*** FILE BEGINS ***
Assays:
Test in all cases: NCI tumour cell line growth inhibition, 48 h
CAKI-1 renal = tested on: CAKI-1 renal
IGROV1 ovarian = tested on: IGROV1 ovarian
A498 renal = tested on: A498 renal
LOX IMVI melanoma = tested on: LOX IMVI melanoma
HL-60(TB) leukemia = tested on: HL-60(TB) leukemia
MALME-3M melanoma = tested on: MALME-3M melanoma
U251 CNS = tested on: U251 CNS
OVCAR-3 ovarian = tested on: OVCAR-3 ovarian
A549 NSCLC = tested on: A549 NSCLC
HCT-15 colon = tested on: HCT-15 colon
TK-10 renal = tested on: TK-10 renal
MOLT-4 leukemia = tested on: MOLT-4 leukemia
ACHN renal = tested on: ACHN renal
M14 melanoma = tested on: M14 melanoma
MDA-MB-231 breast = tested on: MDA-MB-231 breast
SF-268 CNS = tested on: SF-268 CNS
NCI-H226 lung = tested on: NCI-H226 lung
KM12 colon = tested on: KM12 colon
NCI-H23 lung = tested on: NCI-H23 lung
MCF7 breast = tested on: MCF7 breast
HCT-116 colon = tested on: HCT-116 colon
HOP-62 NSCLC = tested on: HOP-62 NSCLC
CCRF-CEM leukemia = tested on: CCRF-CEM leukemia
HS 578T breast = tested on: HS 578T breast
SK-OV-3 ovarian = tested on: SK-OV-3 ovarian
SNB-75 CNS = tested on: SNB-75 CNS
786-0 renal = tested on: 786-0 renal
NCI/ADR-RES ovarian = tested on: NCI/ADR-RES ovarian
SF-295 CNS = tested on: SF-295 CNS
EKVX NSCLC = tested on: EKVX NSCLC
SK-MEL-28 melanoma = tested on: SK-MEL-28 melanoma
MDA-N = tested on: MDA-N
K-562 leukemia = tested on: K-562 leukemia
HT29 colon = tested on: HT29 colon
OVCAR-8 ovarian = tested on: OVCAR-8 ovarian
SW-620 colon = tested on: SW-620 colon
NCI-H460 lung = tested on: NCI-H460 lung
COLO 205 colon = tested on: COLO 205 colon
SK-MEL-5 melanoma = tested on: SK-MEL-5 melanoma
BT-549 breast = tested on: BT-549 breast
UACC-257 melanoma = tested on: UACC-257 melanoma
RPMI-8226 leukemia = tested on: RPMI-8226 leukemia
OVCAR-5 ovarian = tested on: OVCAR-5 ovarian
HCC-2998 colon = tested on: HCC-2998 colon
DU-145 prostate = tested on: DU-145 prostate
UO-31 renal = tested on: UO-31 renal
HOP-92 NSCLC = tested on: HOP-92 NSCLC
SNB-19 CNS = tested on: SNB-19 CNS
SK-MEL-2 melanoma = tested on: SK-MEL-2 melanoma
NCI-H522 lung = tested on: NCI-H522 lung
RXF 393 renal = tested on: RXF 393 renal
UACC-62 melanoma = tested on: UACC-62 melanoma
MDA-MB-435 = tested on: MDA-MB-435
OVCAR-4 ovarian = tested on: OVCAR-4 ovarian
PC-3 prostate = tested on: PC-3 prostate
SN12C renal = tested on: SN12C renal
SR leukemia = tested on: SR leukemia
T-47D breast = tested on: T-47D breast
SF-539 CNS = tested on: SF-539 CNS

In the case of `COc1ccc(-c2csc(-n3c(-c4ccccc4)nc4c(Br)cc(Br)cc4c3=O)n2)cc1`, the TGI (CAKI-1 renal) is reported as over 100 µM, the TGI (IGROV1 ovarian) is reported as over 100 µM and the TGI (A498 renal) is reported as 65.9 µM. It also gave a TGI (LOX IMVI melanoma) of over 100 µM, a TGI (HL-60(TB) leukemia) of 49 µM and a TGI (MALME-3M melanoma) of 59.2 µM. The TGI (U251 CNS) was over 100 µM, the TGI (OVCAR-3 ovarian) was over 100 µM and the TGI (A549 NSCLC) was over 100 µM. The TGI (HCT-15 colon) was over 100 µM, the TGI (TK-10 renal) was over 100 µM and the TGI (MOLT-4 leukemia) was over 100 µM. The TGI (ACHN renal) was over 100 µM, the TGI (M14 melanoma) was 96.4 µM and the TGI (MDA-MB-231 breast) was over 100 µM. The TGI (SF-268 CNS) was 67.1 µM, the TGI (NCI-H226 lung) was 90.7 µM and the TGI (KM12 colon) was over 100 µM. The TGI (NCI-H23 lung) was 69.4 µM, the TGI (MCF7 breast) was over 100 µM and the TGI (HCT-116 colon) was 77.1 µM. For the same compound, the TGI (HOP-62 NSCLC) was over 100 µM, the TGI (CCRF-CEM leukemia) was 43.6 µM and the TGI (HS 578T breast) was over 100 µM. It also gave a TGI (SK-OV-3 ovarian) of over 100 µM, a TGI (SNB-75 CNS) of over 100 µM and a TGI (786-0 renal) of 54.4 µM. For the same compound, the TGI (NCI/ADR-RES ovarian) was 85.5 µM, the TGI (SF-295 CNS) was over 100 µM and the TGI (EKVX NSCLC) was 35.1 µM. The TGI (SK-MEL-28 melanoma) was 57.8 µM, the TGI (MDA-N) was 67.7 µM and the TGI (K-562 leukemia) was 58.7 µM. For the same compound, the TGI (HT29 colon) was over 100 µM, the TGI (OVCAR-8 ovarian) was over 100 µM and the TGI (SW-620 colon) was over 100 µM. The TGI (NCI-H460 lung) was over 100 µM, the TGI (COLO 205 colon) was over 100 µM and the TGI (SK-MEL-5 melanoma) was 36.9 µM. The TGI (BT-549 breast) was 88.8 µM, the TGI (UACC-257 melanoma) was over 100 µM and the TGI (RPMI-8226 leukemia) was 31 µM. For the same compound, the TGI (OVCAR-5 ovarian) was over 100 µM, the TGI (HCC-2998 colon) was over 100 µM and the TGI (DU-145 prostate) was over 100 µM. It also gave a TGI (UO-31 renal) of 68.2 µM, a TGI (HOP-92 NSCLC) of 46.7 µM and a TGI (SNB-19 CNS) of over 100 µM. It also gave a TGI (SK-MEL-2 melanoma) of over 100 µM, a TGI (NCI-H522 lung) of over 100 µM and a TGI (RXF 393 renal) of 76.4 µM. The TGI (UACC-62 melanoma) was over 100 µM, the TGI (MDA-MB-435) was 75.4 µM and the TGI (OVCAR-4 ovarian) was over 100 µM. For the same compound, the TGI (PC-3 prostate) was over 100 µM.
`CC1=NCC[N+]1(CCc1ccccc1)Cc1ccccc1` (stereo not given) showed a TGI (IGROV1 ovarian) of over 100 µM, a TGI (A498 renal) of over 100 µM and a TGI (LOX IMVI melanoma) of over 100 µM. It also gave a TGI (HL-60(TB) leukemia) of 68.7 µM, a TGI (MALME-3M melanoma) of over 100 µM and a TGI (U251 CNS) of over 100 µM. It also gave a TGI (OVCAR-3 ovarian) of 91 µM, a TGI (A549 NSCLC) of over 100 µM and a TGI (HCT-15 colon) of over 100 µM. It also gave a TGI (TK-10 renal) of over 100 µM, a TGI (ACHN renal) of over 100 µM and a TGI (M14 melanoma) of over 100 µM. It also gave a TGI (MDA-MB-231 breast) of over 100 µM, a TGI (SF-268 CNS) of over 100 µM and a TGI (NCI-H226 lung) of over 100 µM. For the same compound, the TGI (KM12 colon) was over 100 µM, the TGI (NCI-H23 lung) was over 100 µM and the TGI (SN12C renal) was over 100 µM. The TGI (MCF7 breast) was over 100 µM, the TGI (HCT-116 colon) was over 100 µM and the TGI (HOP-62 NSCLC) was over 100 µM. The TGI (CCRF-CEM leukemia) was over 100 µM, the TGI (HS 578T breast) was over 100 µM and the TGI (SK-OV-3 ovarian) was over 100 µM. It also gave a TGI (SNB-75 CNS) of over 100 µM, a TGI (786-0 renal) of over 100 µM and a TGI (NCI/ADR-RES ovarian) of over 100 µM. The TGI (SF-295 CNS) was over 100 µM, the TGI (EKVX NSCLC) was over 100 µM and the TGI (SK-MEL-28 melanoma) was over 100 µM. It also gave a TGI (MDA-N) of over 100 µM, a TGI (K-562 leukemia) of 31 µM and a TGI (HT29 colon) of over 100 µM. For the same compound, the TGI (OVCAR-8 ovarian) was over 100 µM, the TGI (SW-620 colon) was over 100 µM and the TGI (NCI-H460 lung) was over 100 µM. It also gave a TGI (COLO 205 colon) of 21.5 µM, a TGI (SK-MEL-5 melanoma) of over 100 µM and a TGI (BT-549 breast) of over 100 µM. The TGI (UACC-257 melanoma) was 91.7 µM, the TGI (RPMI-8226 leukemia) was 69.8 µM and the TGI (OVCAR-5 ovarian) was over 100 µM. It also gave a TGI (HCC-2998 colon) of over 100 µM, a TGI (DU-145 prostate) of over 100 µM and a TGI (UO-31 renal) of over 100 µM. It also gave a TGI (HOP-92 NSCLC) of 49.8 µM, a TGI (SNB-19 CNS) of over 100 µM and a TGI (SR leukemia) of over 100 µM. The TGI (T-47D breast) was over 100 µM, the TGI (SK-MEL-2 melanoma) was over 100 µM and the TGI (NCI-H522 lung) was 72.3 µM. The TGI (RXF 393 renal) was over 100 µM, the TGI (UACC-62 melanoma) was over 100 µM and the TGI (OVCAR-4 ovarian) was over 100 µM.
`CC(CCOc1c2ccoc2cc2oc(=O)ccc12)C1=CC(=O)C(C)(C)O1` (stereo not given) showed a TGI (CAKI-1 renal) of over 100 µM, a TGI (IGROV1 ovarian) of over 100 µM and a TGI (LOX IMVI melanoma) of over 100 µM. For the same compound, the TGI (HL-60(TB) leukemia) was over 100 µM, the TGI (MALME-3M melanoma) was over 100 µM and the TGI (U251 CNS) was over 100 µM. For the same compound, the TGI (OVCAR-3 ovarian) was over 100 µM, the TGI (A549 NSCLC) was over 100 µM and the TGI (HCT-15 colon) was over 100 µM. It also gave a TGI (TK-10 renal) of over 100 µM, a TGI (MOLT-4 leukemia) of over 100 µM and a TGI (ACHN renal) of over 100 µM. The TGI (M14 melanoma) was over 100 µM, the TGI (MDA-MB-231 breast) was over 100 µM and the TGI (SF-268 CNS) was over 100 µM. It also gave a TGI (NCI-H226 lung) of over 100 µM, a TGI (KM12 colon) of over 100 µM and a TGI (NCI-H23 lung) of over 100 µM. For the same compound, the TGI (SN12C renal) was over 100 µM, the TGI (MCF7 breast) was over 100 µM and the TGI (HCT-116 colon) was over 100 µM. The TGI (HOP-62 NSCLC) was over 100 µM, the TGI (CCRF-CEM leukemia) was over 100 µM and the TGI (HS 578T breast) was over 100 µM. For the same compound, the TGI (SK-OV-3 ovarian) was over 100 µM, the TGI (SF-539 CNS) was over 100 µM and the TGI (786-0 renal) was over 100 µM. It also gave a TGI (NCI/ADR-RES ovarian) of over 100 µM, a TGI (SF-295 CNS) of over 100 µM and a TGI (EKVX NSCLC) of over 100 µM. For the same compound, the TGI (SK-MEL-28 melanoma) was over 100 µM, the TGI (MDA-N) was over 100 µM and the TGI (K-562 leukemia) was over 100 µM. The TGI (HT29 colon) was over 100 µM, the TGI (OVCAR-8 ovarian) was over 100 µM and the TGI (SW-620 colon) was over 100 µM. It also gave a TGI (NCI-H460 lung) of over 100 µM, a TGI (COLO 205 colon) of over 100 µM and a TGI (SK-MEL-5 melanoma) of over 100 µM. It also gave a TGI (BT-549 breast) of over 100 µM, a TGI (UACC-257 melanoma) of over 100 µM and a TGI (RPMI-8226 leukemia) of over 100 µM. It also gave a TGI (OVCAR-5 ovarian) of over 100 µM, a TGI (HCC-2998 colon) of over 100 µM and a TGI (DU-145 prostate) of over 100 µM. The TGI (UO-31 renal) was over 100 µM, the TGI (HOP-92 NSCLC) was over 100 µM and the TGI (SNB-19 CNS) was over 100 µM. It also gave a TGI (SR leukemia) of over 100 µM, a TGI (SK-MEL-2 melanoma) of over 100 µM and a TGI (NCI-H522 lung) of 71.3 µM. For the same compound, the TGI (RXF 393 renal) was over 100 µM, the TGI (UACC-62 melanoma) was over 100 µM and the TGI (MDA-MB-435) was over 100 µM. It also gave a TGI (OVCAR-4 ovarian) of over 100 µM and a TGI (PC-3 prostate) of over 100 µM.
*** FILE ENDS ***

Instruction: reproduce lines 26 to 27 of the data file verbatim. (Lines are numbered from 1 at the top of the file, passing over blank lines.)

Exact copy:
HS 578T breast = tested on: HS 578T breast
SK-OV-3 ovarian = tested on: SK-OV-3 ovarian